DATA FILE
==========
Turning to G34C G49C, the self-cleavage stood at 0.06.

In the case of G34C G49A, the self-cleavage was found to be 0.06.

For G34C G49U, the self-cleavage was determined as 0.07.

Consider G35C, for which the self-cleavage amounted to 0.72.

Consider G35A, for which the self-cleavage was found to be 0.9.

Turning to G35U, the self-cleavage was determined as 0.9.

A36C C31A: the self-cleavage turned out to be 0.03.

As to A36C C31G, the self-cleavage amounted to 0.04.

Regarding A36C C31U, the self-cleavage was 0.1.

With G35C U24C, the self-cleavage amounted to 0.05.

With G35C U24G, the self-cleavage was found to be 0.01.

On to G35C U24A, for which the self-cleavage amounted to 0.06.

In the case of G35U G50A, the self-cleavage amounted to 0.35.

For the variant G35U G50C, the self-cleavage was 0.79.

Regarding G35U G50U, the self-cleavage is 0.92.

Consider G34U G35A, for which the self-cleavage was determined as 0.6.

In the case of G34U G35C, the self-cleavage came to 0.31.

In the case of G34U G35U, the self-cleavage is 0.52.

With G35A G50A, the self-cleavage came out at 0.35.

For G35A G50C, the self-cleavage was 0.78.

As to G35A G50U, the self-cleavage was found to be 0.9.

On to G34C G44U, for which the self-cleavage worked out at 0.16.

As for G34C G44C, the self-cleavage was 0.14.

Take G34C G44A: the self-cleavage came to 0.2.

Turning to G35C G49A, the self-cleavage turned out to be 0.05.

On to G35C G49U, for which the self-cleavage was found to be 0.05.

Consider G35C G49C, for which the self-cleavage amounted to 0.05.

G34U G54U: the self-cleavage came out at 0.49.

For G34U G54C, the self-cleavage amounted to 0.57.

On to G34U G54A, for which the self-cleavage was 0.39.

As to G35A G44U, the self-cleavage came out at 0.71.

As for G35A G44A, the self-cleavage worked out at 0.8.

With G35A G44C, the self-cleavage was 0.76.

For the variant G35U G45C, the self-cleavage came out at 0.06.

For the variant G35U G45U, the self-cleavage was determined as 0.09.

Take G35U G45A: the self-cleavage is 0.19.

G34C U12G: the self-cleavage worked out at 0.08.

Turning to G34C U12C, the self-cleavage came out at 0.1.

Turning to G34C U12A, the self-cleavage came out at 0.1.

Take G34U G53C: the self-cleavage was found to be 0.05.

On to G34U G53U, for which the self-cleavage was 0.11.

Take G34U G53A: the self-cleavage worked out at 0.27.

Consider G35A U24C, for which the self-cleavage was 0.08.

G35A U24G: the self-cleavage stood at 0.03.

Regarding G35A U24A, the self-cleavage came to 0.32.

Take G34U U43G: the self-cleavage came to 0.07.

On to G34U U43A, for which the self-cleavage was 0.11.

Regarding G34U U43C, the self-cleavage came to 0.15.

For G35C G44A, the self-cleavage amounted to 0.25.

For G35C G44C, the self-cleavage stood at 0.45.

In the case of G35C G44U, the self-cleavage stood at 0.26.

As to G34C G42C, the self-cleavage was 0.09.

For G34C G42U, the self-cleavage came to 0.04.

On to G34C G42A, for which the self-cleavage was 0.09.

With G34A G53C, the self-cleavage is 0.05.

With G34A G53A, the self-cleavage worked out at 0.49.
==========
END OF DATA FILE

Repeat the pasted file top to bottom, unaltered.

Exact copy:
Turning to G34C G49C, the self-cleavage stood at 0.06.

In the case of G34C G49A, the self-cleavage was found to be 0.06.

For G34C G49U, the self-cleavage was determined as 0.07.

Consider G35C, for which the self-cleavage amounted to 0.72.

Consider G35A, for which the self-cleavage was found to be 0.9.

Turning to G35U, the self-cleavage was determined as 0.9.

A36C C31A: the self-cleavage turned out to be 0.03.

As to A36C C31G, the self-cleavage amounted to 0.04.

Regarding A36C C31U, the self-cleavage was 0.1.

With G35C U24C, the self-cleavage amounted to 0.05.

With G35C U24G, the self-cleavage was found to be 0.01.

On to G35C U24A, for which the self-cleavage amounted to 0.06.

In the case of G35U G50A, the self-cleavage amounted to 0.35.

For the variant G35U G50C, the self-cleavage was 0.79.

Regarding G35U G50U, the self-cleavage is 0.92.

Consider G34U G35A, for which the self-cleavage was determined as 0.6.

In the case of G34U G35C, the self-cleavage came to 0.31.

In the case of G34U G35U, the self-cleavage is 0.52.

With G35A G50A, the self-cleavage came out at 0.35.

For G35A G50C, the self-cleavage was 0.78.

As to G35A G50U, the self-cleavage was found to be 0.9.

On to G34C G44U, for which the self-cleavage worked out at 0.16.

As for G34C G44C, the self-cleavage was 0.14.

Take G34C G44A: the self-cleavage came to 0.2.

Turning to G35C G49A, the self-cleavage turned out to be 0.05.

On to G35C G49U, for which the self-cleavage was found to be 0.05.

Consider G35C G49C, for which the self-cleavage amounted to 0.05.

G34U G54U: the self-cleavage came out at 0.49.

For G34U G54C, the self-cleavage amounted to 0.57.

On to G34U G54A, for which the self-cleavage was 0.39.

As to G35A G44U, the self-cleavage came out at 0.71.

As for G35A G44A, the self-cleavage worked out at 0.8.

With G35A G44C, the self-cleavage was 0.76.

For the variant G35U G45C, the self-cleavage came out at 0.06.

For the variant G35U G45U, the self-cleavage was determined as 0.09.

Take G35U G45A: the self-cleavage is 0.19.

G34C U12G: the self-cleavage worked out at 0.08.

Turning to G34C U12C, the self-cleavage came out at 0.1.

Turning to G34C U12A, the self-cleavage came out at 0.1.

Take G34U G53C: the self-cleavage was found to be 0.05.

On to G34U G53U, for which the self-cleavage was 0.11.

Take G34U G53A: the self-cleavage worked out at 0.27.

Consider G35A U24C, for which the self-cleavage was 0.08.

G35A U24G: the self-cleavage stood at 0.03.

Regarding G35A U24A, the self-cleavage came to 0.32.

Take G34U U43G: the self-cleavage came to 0.07.

On to G34U U43A, for which the self-cleavage was 0.11.

Regarding G34U U43C, the self-cleavage came to 0.15.

For G35C G44A, the self-cleavage amounted to 0.25.

For G35C G44C, the self-cleavage stood at 0.45.

In the case of G35C G44U, the self-cleavage stood at 0.26.

As to G34C G42C, the self-cleavage was 0.09.

For G34C G42U, the self-cleavage came to 0.04.

On to G34C G42A, for which the self-cleavage was 0.09.

With G34A G53C, the self-cleavage is 0.05.

With G34A G53A, the self-cleavage worked out at 0.49.